"Writing To Cope": Anti-Shipping Rhetoric in Media Fandom

Abstract (in English): 

Hannibal, a drama series which aired on NBC from 2014-2017, experienced an unexpected revival when the show was released for streaming on Netflix in 2020. New fans, many of whom had been too young for the show when it first aired, brought with them a disdain for “problematic” content—ironic given the show itself’s over-the-top engagement with subjects like murder, emotional abuse, and cannibalism. A public incident on Twitter involving series creator Bryan Fuller provoked the ire of these new fans, who perceived an immoral betrayal in his vehement disapproval of “anti-shipping” culture.

The topic of this paper addresses an understudied yet integral element of contemporary fan practices in the new decade. “Anti-shipper” or “fancop” ideology, its followers often referred to simply as “antis,” casts itself against the similarly vehement “anti-anti” or “pro-shipper” faction. The former, made up of fans of all ages but predominated by teens and younger adults, posits that fictional works involving taboo content (rape, incest, underage sex, abuse) should not be created, consumed, or promoted, due to being “harmful.” This position, strongly held, induces “fancops” to heavily police the content created by others, to the extent of group harassment, doxxing, and public shaming. The latter, whose loudest voices are generally older, holds to the stance that since works of art and fiction involve no harm to real people, the positions held by “antis” are puritanical and ultimately counterproductive, especially towards those who create and consume “dark” content to cope with their own personal traumas.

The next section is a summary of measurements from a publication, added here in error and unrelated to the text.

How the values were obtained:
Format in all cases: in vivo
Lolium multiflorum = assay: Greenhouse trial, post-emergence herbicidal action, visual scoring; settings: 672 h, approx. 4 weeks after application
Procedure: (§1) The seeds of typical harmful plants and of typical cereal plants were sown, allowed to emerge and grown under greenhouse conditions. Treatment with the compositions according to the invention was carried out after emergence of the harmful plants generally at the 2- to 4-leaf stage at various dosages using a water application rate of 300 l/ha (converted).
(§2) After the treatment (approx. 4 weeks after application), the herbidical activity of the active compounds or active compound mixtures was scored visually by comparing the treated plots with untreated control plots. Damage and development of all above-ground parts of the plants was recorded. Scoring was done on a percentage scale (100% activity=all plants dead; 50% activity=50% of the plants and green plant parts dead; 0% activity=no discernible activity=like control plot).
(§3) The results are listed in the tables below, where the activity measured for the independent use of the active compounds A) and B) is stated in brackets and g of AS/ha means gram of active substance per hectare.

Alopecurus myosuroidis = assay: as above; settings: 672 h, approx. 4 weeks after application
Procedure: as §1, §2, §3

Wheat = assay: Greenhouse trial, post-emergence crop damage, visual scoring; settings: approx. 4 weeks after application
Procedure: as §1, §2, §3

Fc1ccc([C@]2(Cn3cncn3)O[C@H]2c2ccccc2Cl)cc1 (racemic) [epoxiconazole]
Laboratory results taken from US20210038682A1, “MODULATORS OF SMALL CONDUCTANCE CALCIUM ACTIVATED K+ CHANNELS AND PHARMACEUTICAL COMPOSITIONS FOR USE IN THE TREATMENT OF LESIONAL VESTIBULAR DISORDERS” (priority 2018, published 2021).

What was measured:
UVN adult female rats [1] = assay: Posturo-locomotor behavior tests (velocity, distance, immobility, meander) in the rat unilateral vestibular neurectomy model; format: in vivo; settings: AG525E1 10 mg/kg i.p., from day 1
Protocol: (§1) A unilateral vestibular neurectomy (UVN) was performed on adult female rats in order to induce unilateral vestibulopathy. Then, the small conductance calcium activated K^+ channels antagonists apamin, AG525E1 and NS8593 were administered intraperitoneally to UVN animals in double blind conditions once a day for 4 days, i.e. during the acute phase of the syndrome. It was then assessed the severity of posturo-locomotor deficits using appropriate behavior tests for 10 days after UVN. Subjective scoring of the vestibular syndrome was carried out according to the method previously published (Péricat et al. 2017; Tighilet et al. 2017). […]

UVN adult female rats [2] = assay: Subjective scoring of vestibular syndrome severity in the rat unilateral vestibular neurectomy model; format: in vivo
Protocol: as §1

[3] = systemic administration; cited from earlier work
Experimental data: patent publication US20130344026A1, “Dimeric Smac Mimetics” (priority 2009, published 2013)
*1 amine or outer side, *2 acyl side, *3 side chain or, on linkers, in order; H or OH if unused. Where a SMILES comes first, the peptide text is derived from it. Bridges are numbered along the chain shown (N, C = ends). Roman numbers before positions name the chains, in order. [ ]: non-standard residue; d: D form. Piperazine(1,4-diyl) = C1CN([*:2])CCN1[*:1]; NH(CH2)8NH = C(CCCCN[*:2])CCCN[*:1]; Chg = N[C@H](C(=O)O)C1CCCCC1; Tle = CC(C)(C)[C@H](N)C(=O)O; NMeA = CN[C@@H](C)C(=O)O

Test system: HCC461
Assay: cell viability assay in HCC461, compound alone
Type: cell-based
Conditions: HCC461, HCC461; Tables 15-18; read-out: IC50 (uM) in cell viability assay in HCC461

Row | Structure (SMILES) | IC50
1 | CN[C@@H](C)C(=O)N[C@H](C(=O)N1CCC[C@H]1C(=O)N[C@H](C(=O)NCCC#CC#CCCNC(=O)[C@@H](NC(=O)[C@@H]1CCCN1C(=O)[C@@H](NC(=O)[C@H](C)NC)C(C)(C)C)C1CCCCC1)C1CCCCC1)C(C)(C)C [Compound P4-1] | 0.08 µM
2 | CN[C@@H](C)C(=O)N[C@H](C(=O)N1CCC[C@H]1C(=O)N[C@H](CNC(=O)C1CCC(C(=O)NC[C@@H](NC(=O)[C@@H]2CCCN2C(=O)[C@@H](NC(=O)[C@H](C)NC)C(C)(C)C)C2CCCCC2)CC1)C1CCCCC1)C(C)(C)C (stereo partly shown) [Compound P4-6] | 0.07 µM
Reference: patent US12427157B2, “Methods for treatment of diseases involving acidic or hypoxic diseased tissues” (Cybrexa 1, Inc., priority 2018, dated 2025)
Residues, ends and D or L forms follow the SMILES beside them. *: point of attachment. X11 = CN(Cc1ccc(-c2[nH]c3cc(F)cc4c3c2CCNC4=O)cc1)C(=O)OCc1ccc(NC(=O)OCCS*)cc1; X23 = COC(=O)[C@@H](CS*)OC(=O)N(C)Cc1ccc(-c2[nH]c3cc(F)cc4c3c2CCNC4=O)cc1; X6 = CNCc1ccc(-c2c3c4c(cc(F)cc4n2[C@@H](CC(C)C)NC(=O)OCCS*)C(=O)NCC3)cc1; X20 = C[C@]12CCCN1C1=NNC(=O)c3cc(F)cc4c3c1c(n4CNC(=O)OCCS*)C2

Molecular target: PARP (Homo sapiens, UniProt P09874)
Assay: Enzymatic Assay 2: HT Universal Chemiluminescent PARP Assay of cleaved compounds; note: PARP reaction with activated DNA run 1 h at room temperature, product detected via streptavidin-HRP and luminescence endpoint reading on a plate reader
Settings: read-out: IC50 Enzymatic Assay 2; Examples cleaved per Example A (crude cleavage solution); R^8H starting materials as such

The outgrowth of media fandom as a primarily niche activity performed within private communities of the 2000s and earlier, to a widely recognized hobby and valid form of participatory digital culture in the 2010s and beyond, has brought fan-writers and fan-artists into the public eye, and thus in direct contact—and often conflict—with creators, non-fans, and the mainstream. “In the public visibility of online publication, the insular nature of fan fiction – which could practically be maintained in its previous offline mode – is dispelled” (Lam 2014).

There is much research regarding the conflict in the 2010s between fans and non-fans, creators and actors specifically, as it relates to the “fourth wall” (Zubernis, Larsen 2012) but the newly & involuntarily public nature of fan practices, combined with the dominant and proactive Gen Z attitude towards social justice, has given rise to intense questions of what is permissible in fan activity, as of yet unexamined from an academic perspective.

The commerce-driven algorithmic affordances of this era’s mainstream fandom platforms have had the effect of breaking down boundaries between formerly siloed communities—including subcultures with different ideological and philosophical priorities.

This paper will use the Hannibal incident to explore sociological questions of anti-shipping behavior, its effects on fan literature production, and its origins within a wider digital environment dominated by discussions of free speech, social justice, and cancel culture. It will argue that the conflict is not new, but its new virulence and visibility can be attributed to drastic shifts in digital platform usage by fan communities.

Critical writing referenced:


ELO 2021: Language & Poetics

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Daniel Johannes...